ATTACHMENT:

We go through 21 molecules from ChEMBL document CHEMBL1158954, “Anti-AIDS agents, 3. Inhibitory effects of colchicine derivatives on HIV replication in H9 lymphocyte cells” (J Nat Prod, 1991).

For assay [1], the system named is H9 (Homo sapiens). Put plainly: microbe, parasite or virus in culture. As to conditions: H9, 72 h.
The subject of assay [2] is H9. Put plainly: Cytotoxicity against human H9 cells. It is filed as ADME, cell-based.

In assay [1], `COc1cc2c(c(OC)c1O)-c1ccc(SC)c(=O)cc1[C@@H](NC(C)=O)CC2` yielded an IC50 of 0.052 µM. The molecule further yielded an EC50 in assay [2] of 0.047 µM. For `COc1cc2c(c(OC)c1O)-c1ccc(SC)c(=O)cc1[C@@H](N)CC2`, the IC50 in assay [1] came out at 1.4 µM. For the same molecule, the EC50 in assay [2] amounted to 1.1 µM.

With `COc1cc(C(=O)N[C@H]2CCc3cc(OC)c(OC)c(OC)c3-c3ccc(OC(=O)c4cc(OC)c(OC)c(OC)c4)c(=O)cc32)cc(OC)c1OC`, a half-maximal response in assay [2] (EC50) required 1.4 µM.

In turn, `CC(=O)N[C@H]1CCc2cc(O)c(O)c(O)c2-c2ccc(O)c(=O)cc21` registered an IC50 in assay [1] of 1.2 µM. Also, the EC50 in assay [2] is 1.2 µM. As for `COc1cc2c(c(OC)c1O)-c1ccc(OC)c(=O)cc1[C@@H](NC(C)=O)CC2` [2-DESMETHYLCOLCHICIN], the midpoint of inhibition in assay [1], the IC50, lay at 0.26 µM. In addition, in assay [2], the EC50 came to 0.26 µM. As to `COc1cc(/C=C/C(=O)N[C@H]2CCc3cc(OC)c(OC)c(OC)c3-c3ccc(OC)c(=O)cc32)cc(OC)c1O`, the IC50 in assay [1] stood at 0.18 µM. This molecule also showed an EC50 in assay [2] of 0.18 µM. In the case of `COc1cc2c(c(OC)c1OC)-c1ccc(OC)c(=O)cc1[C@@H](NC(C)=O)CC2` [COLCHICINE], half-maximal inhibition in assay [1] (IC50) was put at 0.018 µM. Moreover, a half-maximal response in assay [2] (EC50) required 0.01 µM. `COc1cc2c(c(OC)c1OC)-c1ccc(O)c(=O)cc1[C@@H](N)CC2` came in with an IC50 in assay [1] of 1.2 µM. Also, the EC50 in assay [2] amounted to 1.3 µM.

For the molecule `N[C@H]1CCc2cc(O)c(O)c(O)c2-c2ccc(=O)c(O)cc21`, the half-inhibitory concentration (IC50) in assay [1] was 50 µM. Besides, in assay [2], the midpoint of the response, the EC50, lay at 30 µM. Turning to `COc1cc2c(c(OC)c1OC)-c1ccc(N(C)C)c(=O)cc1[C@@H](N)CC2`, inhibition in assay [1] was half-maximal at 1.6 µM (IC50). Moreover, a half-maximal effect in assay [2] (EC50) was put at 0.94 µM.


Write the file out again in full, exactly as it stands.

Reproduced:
We go through 21 molecules from ChEMBL document CHEMBL1158954, “Anti-AIDS agents, 3. Inhibitory effects of colchicine derivatives on HIV replication in H9 lymphocyte cells” (J Nat Prod, 1991).

For assay [1], the system named is H9 (Homo sapiens). Put plainly: microbe, parasite or virus in culture. As to conditions: H9, 72 h.
The subject of assay [2] is H9. Put plainly: Cytotoxicity against human H9 cells. It is filed as ADME, cell-based.

In assay [1], `COc1cc2c(c(OC)c1O)-c1ccc(SC)c(=O)cc1[C@@H](NC(C)=O)CC2` yielded an IC50 of 0.052 µM. The molecule further yielded an EC50 in assay [2] of 0.047 µM. For `COc1cc2c(c(OC)c1O)-c1ccc(SC)c(=O)cc1[C@@H](N)CC2`, the IC50 in assay [1] came out at 1.4 µM. For the same molecule, the EC50 in assay [2] amounted to 1.1 µM.

With `COc1cc(C(=O)N[C@H]2CCc3cc(OC)c(OC)c(OC)c3-c3ccc(OC(=O)c4cc(OC)c(OC)c(OC)c4)c(=O)cc32)cc(OC)c1OC`, a half-maximal response in assay [2] (EC50) required 1.4 µM.

In turn, `CC(=O)N[C@H]1CCc2cc(O)c(O)c(O)c2-c2ccc(O)c(=O)cc21` registered an IC50 in assay [1] of 1.2 µM. Also, the EC50 in assay [2] is 1.2 µM. As for `COc1cc2c(c(OC)c1O)-c1ccc(OC)c(=O)cc1[C@@H](NC(C)=O)CC2` [2-DESMETHYLCOLCHICIN], the midpoint of inhibition in assay [1], the IC50, lay at 0.26 µM. In addition, in assay [2], the EC50 came to 0.26 µM. As to `COc1cc(/C=C/C(=O)N[C@H]2CCc3cc(OC)c(OC)c(OC)c3-c3ccc(OC)c(=O)cc32)cc(OC)c1O`, the IC50 in assay [1] stood at 0.18 µM. This molecule also showed an EC50 in assay [2] of 0.18 µM. In the case of `COc1cc2c(c(OC)c1OC)-c1ccc(OC)c(=O)cc1[C@@H](NC(C)=O)CC2` [COLCHICINE], half-maximal inhibition in assay [1] (IC50) was put at 0.018 µM. Moreover, a half-maximal response in assay [2] (EC50) required 0.01 µM. `COc1cc2c(c(OC)c1OC)-c1ccc(O)c(=O)cc1[C@@H](N)CC2` came in with an IC50 in assay [1] of 1.2 µM. Also, the EC50 in assay [2] amounted to 1.3 µM.

For the molecule `N[C@H]1CCc2cc(O)c(O)c(O)c2-c2ccc(=O)c(O)cc21`, the half-inhibitory concentration (IC50) in assay [1] was 50 µM. Besides, in assay [2], the midpoint of the response, the EC50, lay at 30 µM. Turning to `COc1cc2c(c(OC)c1OC)-c1ccc(N(C)C)c(=O)cc1[C@@H](N)CC2`, inhibition in assay [1] was half-maximal at 1.6 µM (IC50). Moreover, a half-maximal effect in assay [2] (EC50) was put at 0.94 µM.